Over the years, this tournament has provided us with so many special moments. It started the Magic Johnson vs Larry Bird rivalry in 1979. It introduced the world to Michael Jordan in 1982. Only a year later, NC State shocked the basketball world by defeating a seemingly unbeatable Houston squad and provided us with one of the most unforgettable scenes as Jim Valvano ran all over the court just looking for a pile to jump on. (Quick note: If you haven’t seen the 30 for 30 special on ESPN covering this team, please give it a watch. It’s absolutely wonderful.) Villanova beating Patrick Ewing’s Georgetown team in 1985 remains one of the biggest upsets in history. Two years later, Keith Smart’s baseline jumper dashed the hopes of Syracuse as Indiana claimed yet another crown. Danny Manning puts on a show in 1988 as Kansas takes the title. Rumeal Robinson and Glen Rice lead Michigan to a title in 1989. The UNLV squad that started the 90s, Laettner takes down Kentucky, The Fab Five, 40 Minutes of Hell, Mateen Cleaves leading Michigan State, Melo leading Syracuse to a title as a freshman, George Mason’s improbable Final Four run, Mario Chalmers at Kansas, Shaka Smart leading VCU to the Final Four and last year, John Calipari leading Kentucky to the title to finally silence his critics. While these are legendary moments with legendary figures that will never be forgotten, they are only the tip of the iceberg. What makes this tournament so special are years like this one.
Yes, we have the big names back in the Sweet 16. Coach K and Duke, Izzo and Michigan State, Pitino and Louisville, the return of Indiana basketball as a threat. And history tells us that more than likely, the favorites usually do win. But let’s be honest, the fun and beauty of this tournament usually lies in the stories that develop over the first week and this year, there is no shortage of stories. Harvard wins their first tournament game ever. Wichita State lived up to their nickname, shocking No. 1 Gonzaga in the round of 32 to advance. But let’s face it, Gonzaga almost didn’t even make it that far as they were pushed by No.16 Southern in their first contest and they weren’t the only one. Kansas survived a scare as well, which leads me to believe that we are getting ever closer to the year where a 16 seed knocks off a 1 seed. The team I feel sorry for is La Salle. They had to fight just to play in the round of 64, beating Boise State in a First Four matchup, then beating Kansas State and Ole Miss by a combined four points and yet they’re not getting a lot of press. And the reason they’re not is because America has completely fallen for Dunk City and I’m on board.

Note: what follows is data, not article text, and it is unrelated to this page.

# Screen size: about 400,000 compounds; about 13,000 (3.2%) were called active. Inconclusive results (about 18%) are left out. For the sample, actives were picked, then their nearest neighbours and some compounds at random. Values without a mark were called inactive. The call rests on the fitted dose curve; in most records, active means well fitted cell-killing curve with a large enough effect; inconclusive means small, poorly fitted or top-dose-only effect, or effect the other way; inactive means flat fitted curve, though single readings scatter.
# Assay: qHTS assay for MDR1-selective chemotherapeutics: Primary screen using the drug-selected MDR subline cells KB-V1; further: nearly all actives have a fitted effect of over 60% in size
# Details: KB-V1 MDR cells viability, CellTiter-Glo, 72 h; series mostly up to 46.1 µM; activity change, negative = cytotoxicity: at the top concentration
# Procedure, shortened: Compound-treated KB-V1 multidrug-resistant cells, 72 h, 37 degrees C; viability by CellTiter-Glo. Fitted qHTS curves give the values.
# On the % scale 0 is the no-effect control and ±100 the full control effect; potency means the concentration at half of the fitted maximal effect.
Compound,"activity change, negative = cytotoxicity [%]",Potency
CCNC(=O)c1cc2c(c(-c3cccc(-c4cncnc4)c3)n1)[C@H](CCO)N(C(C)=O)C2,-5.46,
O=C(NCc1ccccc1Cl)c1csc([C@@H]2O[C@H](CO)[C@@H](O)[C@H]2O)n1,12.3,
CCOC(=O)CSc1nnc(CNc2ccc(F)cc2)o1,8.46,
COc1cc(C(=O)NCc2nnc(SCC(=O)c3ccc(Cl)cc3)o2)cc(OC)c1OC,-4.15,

Florida Gulf Coast University is exactly why the NCAA tournament is great. These are a bunch of kids that nobody has heard of that attend a university that has only existed since 1997 and what do they do? As a 15 seed, they completely take it to Georgetown, including probably the most exciting play of the tournament thus far. So what’s the big deal, we’ve seen that happen before. But instead of getting smoked in their next game as every other 15 seed has, they decide instead to run San Diego State and championship winning coach Steve Fisher out of the gym. And it is moments like these that have always made this tournament so special and it’s not only FGCU that I’m talking about.
I see it every year and I never get tired of it. These kids care. Whether it’s a senior on a losing team that knows he’s going to take off his uniform for the last time or a freshman that hits the big shot to send his team to the next round, these games are something that they will never forget. From tears of joy and triumph to tears of heartbreak and defeat, you can’t help but be swept up by the emotion that this tournament produces. And this is why we continue to watch game after game, round after round, and year after year. The Road to The Final Four has begun and what a ride it has already been. The Sweet 16 starts Thursday and only promises to bring more excitement and more drama.
The best month in sports is upon us. Enjoy the experience.